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Haunted Places

13 Ghosts of the Tower of London

The Tower of London is a historic castle built on the River Thames in city’s center. It was founded in 1066 as part of the Norman Conquest of England. Like other places with a past filled with skullduggery and fear, the Tower is said to be haunted.  Most of the ghosts are unfortunate souls who met an untimely – and many times unjust – death.  (Including a grizzly bear.)  On your London vacation, visiting the Tower, regardless of questionable spooks, is a must. Here are thirteen spirits that are most often reported.

Anne Boleyn

The second wife of Henry VIII, and the first wife he executed, Anne is the most famous and persistent of all Tower ghosts.  She is seen on the Tower Green where she was executed, in St. Peter ad Vincula where she was buried, and wandering corridors as a headless body

Henry VI

He met his end as the result of a real-life game of thrones.  Henry VI stood to inherit both the English and French thrones, but the House of York imprisoned him during the War of the Roses.  Shortly after Edward IV seized the throne in 1471, Henry VI was stabbed while praying in Wakefield Tower, which his ghost haunts to this day.  He appears at the last stroke of midnight.

Lady Jane Grey

She was only queen for ten days before being executed by Mary, Queen of Scots.  Lady Jane Grey and her husband, Lord Guildford Dudley, were advanced as an Anglican alternative to the Catholic Mary.  Upon Mary’s marriage to Philip of Spain, and being crowned Queen, she sentenced both to death and they were beheaded.  Lady Jane Grey’s ghost is seen wandering the battlements, a lonely, solitary figure.

Lord Guildford Dudley

Lord Guildford Dudley’s ghost haunts Beauchamp Tower, sitting in his cell and weeping late into the night.  Lord Dudley is also said to be responsible for the word “Jane” etched into the wall.

Margaret Pole, Countess of Salisbury

Margaret was a victim of one of the most gruesome, botched executions in history.  When the Countess reached the scaffold where she was to be beheaded, she refused to kneel, saying, “So should traitors do, and I am none.”  When the executioner raised his axe, she ran – and he chased her all around the scaffold, hacking at her until she died a gory death.  Her ghostly screams can still be heard on the Tower Green and a few visitors claimed to have seen a ghostly reenactment of the chase.

The White Lady

No one is sure who the White Lady is, but she haunts the White Tower.  Her presence is typically announced by an overwhelming smell of cheap perfume, so strong it has made several Tower visitors sick.  A few visitors report being tapped on the shoulder, only to turn around and see nothing but a wisp of white.

The Princess (Edward V and Richard, Duke of York)

These boy princes were imprisoned in the Tower by their uncle, Richard, Duke of Gloucester (Richard III) and purportedly murdered on his order.  When the bones of two small boys were found under the stairs in 1674, most people believed them to be the missing princes and the bones were given a royal burial at Westminster Abbey.  The figures of two lost little boys wearing nightshirts, holding hands, are frequently seen in the White Tower.  Oddly enough, they have also been seen playing on the battlements and some claim to have heard children giggling.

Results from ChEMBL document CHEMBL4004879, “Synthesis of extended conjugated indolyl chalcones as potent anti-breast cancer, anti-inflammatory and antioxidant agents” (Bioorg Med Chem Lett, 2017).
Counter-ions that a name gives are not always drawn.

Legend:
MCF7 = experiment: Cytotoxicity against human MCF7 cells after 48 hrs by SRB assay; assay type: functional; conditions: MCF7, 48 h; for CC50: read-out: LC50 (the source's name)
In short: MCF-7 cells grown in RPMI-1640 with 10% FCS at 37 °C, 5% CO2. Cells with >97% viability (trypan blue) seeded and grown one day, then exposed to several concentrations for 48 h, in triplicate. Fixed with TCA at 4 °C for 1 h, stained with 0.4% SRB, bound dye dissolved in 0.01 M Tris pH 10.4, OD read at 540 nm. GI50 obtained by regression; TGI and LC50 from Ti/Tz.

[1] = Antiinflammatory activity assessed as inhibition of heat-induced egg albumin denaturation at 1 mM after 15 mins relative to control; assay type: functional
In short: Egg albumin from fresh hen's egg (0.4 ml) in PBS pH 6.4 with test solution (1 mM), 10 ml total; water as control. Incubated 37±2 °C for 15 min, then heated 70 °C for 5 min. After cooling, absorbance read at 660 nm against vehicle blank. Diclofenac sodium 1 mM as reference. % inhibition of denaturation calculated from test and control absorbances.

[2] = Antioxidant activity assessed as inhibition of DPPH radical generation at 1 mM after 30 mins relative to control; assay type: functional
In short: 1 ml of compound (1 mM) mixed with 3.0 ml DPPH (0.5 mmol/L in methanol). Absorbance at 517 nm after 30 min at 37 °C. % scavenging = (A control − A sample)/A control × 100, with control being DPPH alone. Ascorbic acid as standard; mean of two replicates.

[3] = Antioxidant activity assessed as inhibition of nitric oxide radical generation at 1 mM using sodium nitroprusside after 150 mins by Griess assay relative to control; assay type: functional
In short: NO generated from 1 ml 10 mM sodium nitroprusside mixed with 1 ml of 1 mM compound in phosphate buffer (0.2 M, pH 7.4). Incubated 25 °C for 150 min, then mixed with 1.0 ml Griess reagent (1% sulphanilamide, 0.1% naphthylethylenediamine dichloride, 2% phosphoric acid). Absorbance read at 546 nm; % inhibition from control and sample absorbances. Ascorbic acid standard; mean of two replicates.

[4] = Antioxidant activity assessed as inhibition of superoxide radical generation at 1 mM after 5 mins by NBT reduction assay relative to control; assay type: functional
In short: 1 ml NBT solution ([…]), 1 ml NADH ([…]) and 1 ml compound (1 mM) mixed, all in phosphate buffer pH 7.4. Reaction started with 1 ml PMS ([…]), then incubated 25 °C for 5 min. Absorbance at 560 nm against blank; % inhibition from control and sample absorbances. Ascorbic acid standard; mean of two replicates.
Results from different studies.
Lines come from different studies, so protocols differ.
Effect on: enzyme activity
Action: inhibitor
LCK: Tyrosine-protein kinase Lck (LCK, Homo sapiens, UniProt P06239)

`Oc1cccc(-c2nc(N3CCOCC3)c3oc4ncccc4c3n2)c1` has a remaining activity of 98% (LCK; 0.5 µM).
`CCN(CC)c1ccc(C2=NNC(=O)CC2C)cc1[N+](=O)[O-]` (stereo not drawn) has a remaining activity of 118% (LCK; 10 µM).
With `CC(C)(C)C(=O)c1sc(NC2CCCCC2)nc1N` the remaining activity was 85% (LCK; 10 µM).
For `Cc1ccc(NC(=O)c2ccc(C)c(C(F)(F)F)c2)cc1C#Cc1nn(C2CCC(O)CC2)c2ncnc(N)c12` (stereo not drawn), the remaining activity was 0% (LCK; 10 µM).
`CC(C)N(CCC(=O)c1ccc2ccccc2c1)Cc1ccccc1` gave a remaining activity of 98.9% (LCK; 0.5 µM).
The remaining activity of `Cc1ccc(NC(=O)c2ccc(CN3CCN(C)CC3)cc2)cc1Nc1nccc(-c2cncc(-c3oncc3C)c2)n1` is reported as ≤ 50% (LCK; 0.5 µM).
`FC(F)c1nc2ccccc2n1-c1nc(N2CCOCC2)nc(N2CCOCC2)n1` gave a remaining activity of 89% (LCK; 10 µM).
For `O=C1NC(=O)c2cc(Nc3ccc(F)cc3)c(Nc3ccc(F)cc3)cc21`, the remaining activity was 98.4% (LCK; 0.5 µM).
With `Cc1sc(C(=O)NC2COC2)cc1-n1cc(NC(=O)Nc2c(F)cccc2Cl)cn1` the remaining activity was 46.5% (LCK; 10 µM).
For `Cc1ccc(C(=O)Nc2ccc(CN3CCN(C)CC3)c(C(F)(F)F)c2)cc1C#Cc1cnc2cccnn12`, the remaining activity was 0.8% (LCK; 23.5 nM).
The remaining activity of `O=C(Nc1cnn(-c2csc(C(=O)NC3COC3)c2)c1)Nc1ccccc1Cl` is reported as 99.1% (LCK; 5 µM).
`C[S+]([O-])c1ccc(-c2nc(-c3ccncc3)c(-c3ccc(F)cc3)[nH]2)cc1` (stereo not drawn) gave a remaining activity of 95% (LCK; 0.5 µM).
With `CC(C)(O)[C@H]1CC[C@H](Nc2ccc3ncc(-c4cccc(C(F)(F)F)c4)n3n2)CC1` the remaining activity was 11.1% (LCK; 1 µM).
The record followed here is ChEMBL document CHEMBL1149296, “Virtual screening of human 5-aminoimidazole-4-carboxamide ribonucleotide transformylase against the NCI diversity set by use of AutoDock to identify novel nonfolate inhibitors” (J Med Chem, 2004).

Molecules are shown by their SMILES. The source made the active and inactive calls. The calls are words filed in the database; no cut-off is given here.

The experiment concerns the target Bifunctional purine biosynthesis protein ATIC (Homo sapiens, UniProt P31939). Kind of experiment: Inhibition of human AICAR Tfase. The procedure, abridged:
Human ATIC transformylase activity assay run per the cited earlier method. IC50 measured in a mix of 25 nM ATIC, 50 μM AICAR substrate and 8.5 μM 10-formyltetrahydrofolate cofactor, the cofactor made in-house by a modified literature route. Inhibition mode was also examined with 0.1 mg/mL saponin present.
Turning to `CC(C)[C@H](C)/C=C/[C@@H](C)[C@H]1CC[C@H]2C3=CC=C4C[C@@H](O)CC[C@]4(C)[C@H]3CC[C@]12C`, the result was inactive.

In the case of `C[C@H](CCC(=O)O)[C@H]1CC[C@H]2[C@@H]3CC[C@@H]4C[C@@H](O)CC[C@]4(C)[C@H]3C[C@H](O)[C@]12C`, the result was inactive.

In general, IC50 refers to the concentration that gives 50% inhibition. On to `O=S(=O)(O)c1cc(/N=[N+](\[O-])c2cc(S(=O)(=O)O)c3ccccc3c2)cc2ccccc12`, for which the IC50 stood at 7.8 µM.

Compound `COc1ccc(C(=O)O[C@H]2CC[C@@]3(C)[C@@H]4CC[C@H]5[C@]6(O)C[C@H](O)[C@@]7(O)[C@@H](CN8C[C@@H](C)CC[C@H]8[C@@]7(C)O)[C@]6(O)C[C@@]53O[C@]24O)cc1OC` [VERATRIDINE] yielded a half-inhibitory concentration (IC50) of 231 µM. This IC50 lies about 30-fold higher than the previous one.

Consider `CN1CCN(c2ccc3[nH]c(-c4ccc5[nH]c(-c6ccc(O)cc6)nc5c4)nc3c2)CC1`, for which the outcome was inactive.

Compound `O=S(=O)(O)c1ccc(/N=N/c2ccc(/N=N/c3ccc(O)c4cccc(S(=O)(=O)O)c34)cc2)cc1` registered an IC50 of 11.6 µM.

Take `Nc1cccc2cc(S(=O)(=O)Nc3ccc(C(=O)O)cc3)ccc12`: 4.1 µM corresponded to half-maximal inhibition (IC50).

Sir Walter Raleigh

Sire Walter Raleigh was imprisoned in the Tower twice, once for a secret marriage and once for treason.  Following his execution, his ghost began wandering around the Bloody Tower (where he was imprisoned) as well as along the battlements now known as Raleigh’s Walk.

They Grey Lady

Her identity in life is uncertain, but the Grey Lady is a well-known resident of the Queen’s House.  The Grey Lady will only reveal herself to female visitors.

Arbella Stuart

King James I did not give his permission for Arbella to marry William Seymour, nephew of Lady Jane Grey.  Enraged at the insult, and perceiving the marriage as a possible threat to his throne, James I imprisoned Arbella in the Tower.  She died there in 1615—conflicting reports claim she either stopped eating or was murdered.  She haunts the Queen’s House.

Guy Flakes

It is said that you can hear Fawkes’s screams and cries from the Council Chamber in the White Tower, where he was prepared for his execution.

The Smothering Force

On numerous occasions, when people have entered the gallery housing Henry VIII’s armor, they have felt a great crushing or smothering force that disappears as soon as they leave the room.  Guards have also reported being physically accosted, with several guards reporting attempted chokings or strangulations.

The Grizzly Bear

A number of spectral animals have been heard over the years, including monkeys, lions and horses, but only one has actually been seen.  A guard at the Tower claimed a ghostly bear charged him.  Though the guard attempted to bayonet the animal, which kept coming at him, soon the sword went through the animal. The guard was carried, senseless, to his quarters where he died two days later.

When the Tower was built, it was a resented symbol of repression, inflicted upon the inhabitants of London by a new, ruling elite.  It was used as a prison from 1100 until 1952, although that wasn’t its main purpose.  Early on, it was a royal residence and a grand palace.  The peak period of the castle’s use as a prison was during the 16th and 17th centuries.  During this time, many figures who had fallen into disgrace were sent to the Tower. Today, visit the Tower of London and feel the history, the stories, and perhaps get a glimpse of a resident spirit.